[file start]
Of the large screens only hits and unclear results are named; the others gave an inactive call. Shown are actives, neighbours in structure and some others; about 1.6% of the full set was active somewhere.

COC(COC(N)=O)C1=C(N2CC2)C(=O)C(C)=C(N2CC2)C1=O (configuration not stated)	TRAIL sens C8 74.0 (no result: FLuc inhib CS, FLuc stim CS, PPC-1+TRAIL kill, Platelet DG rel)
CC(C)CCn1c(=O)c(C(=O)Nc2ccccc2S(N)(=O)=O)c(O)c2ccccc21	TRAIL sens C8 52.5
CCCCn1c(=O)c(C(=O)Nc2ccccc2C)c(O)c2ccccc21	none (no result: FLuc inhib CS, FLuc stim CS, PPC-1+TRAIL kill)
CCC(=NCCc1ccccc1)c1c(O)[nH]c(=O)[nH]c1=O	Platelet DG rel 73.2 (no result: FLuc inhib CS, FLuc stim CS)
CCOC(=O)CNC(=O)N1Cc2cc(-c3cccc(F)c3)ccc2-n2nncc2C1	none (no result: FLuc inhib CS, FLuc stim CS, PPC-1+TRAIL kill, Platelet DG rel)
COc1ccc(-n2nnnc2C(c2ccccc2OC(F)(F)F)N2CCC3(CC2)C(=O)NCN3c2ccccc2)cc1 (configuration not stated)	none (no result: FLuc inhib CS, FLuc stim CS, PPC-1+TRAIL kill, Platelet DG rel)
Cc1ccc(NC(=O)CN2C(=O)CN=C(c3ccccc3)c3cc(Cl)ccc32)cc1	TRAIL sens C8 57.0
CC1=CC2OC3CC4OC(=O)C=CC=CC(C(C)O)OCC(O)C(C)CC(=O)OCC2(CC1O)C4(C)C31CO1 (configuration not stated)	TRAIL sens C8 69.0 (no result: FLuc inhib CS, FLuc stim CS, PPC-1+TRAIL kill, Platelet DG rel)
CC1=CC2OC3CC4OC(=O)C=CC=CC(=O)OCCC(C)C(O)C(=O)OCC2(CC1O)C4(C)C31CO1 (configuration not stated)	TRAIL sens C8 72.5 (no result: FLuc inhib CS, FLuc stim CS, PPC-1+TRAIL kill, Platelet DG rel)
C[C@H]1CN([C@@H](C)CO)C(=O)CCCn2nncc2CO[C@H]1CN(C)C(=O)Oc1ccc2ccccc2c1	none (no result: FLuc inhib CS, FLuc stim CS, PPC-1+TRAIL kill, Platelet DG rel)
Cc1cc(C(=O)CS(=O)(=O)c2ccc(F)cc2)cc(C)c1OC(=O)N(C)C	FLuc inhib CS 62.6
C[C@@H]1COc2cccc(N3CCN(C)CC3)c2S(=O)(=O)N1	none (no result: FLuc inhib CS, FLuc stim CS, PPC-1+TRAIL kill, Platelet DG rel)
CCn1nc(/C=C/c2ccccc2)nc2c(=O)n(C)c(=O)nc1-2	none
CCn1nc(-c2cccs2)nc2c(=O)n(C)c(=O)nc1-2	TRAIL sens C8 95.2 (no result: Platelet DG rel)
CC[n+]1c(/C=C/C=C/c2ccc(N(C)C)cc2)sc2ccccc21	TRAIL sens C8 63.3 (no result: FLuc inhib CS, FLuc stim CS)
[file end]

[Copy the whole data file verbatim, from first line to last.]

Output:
Of the large screens only hits and unclear results are named; the others gave an inactive call. Shown are actives, neighbours in structure and some others; about 1.6% of the full set was active somewhere.

COC(COC(N)=O)C1=C(N2CC2)C(=O)C(C)=C(N2CC2)C1=O (configuration not stated)	TRAIL sens C8 74.0 (no result: FLuc inhib CS, FLuc stim CS, PPC-1+TRAIL kill, Platelet DG rel)
CC(C)CCn1c(=O)c(C(=O)Nc2ccccc2S(N)(=O)=O)c(O)c2ccccc21	TRAIL sens C8 52.5
CCCCn1c(=O)c(C(=O)Nc2ccccc2C)c(O)c2ccccc21	none (no result: FLuc inhib CS, FLuc stim CS, PPC-1+TRAIL kill)
CCC(=NCCc1ccccc1)c1c(O)[nH]c(=O)[nH]c1=O	Platelet DG rel 73.2 (no result: FLuc inhib CS, FLuc stim CS)
CCOC(=O)CNC(=O)N1Cc2cc(-c3cccc(F)c3)ccc2-n2nncc2C1	none (no result: FLuc inhib CS, FLuc stim CS, PPC-1+TRAIL kill, Platelet DG rel)
COc1ccc(-n2nnnc2C(c2ccccc2OC(F)(F)F)N2CCC3(CC2)C(=O)NCN3c2ccccc2)cc1 (configuration not stated)	none (no result: FLuc inhib CS, FLuc stim CS, PPC-1+TRAIL kill, Platelet DG rel)
Cc1ccc(NC(=O)CN2C(=O)CN=C(c3ccccc3)c3cc(Cl)ccc32)cc1	TRAIL sens C8 57.0
CC1=CC2OC3CC4OC(=O)C=CC=CC(C(C)O)OCC(O)C(C)CC(=O)OCC2(CC1O)C4(C)C31CO1 (configuration not stated)	TRAIL sens C8 69.0 (no result: FLuc inhib CS, FLuc stim CS, PPC-1+TRAIL kill, Platelet DG rel)
CC1=CC2OC3CC4OC(=O)C=CC=CC(=O)OCCC(C)C(O)C(=O)OCC2(CC1O)C4(C)C31CO1 (configuration not stated)	TRAIL sens C8 72.5 (no result: FLuc inhib CS, FLuc stim CS, PPC-1+TRAIL kill, Platelet DG rel)
C[C@H]1CN([C@@H](C)CO)C(=O)CCCn2nncc2CO[C@H]1CN(C)C(=O)Oc1ccc2ccccc2c1	none (no result: FLuc inhib CS, FLuc stim CS, PPC-1+TRAIL kill, Platelet DG rel)
Cc1cc(C(=O)CS(=O)(=O)c2ccc(F)cc2)cc(C)c1OC(=O)N(C)C	FLuc inhib CS 62.6
C[C@@H]1COc2cccc(N3CCN(C)CC3)c2S(=O)(=O)N1	none (no result: FLuc inhib CS, FLuc stim CS, PPC-1+TRAIL kill, Platelet DG rel)
CCn1nc(/C=C/c2ccccc2)nc2c(=O)n(C)c(=O)nc1-2	none
CCn1nc(-c2cccs2)nc2c(=O)n(C)c(=O)nc1-2	TRAIL sens C8 95.2 (no result: Platelet DG rel)
CC[n+]1c(/C=C/C=C/c2ccc(N(C)C)cc2)sc2ccccc21	TRAIL sens C8 63.3 (no result: FLuc inhib CS, FLuc stim CS)